Pixar is perhaps the greatest mystery in all of Hollywood. The consistent quality of each and every film they release is like nothing the industry has ever seen. You could say something similar about someone like James Cameron, who more or less never produces a miss, but Pixar doesn’t wait decades to release a new critically acclaimed blockbuster, it’s something they do literally ever single year, and they show absolutely no signs of slowing down judging by their latest offering, Toy Story 3.
I have a hunch that if a team of scientists studied Pixar’s entire catalog, they might come up with some secret, magic formula that Pixar has embedded in each of their films to achieve such quality on a regular basis, but until that study gets funding, I guess we’ll just have to sit back and accept the miracle for what it is.
And now, with Pixar heading back to the franchise that started it all, it’s clear that the company is not only still on their game after over a decade, but have perhaps reached a new peak most wouldn’t even think was possible. By doing so with the third installment in a trilogy is especially impressive, as those chapters are notorious for falling short of their predecessors, but Toy Story 3 is no mere sequel, it’s a masterpiece in its own right.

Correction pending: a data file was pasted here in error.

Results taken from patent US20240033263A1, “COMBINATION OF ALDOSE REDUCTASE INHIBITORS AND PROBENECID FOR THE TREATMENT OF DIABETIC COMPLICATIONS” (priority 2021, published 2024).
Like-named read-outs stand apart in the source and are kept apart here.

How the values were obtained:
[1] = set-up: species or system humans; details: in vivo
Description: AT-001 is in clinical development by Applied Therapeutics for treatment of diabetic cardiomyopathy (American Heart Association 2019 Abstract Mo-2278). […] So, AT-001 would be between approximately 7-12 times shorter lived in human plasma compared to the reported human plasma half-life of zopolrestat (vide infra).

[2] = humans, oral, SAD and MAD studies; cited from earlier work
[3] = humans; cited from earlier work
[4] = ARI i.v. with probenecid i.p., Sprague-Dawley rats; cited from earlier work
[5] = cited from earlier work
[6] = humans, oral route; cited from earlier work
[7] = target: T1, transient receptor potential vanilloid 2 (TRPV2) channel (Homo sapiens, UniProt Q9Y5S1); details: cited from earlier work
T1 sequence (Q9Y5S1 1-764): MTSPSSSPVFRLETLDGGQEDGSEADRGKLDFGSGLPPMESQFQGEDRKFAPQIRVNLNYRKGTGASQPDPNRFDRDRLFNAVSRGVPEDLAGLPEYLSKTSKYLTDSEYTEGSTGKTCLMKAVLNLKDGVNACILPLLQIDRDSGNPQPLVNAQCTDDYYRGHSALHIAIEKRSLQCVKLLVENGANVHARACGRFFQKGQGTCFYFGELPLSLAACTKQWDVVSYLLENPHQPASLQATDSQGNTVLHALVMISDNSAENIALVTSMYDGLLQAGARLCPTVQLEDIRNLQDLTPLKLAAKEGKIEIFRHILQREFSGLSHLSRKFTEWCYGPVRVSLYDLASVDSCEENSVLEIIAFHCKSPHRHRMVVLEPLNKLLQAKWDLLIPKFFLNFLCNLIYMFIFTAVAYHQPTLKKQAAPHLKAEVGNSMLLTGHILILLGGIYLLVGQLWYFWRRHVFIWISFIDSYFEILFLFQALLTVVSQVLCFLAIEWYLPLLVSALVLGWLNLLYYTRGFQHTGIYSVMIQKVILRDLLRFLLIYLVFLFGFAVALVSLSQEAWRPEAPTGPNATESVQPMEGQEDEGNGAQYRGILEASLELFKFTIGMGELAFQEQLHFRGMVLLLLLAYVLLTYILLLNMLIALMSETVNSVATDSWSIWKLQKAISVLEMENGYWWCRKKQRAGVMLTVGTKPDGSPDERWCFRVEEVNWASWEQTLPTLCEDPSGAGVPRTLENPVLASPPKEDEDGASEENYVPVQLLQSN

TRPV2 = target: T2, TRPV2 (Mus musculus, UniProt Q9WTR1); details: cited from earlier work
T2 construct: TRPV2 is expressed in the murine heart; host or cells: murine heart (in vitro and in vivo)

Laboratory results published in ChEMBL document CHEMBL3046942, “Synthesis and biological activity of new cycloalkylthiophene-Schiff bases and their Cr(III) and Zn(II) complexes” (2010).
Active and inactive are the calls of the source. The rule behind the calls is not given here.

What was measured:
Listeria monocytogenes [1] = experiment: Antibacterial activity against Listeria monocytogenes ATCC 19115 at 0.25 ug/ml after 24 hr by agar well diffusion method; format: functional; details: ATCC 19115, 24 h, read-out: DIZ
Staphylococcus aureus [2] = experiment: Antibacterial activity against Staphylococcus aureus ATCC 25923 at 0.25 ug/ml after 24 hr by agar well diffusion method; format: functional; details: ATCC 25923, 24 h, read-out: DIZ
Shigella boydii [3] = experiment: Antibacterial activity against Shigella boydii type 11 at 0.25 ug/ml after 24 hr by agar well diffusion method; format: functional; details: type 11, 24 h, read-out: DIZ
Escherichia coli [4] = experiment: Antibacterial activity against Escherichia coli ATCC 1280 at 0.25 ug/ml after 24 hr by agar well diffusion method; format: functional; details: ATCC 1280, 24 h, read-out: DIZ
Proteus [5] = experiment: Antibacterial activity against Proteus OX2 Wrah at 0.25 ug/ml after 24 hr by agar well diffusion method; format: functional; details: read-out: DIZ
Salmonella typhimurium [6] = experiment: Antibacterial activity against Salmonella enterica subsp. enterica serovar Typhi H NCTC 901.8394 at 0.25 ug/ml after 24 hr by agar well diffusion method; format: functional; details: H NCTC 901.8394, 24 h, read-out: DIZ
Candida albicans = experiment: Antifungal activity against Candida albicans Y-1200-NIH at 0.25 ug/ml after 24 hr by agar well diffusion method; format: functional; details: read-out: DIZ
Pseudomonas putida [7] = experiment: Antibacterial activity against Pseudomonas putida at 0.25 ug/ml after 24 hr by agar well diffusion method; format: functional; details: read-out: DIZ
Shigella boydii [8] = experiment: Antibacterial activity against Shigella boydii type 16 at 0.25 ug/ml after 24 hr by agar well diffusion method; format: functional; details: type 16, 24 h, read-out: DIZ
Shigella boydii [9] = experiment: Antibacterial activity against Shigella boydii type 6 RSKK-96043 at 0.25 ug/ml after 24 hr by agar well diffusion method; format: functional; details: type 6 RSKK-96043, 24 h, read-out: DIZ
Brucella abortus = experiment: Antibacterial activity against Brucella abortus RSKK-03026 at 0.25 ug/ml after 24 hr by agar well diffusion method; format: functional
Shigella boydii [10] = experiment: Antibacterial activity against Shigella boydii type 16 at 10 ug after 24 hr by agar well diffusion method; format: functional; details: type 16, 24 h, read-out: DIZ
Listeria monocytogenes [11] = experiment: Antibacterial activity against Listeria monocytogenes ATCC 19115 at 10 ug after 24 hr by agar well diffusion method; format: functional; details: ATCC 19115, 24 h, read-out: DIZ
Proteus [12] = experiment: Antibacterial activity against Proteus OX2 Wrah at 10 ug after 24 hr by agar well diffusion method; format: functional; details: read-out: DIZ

It’s been more than eleven years since Toy Story 2 was released, and many feared that Toy Story 3 would be a “Shrek-like” way to cash in on a once beloved franchise with an unnecessary sequel. After all, most loose ends appeared to be tied up in the last film, why would we need to go back when everything was just fine?
Well, as it turns out, it’s also been a decade in the Toy Story world as well, and the passing of time has the toys confronted with something they never thought they’d have to deal with, uselessness.
Toy Story 3 is a very adult movie in a lot of ways. Pixar has a great way of infusing colorful visuals and humor with real emotion, and the great tragedy of the film here is the theme of aging. I felt quite old myself, sitting in the theater, watching a tired old dachshund saunter around the house, remembering when he was just a puppy like it was yesterday, and not eleven years ago.
But Buster isn’t the only one who’s grown up, Andy has too, and is about to head off to college. The film’s opening scene is desperately sad, with the toys organizing a mission to steal Andy’s cell phone and hide it in their toy chest, so when it rings he’ll open it up, see all his old friends, and hopefully play with them one last time.
Sadly, Andy only pays them passing notice, and Woody tries to give a motivational speech to the few remaining crew that the attic won’t be so bad once their owner moves along. Only the core group of toys remains, as we learn that tragically everyone else has been broken or sold at yard sales over the years, even Woody’s beloved Bo Peep.
Through a series of unfortunate events, the toys head to the attic, then are redirected to the trash on the curb, then escape that fate and end up in a donation box to a local day care.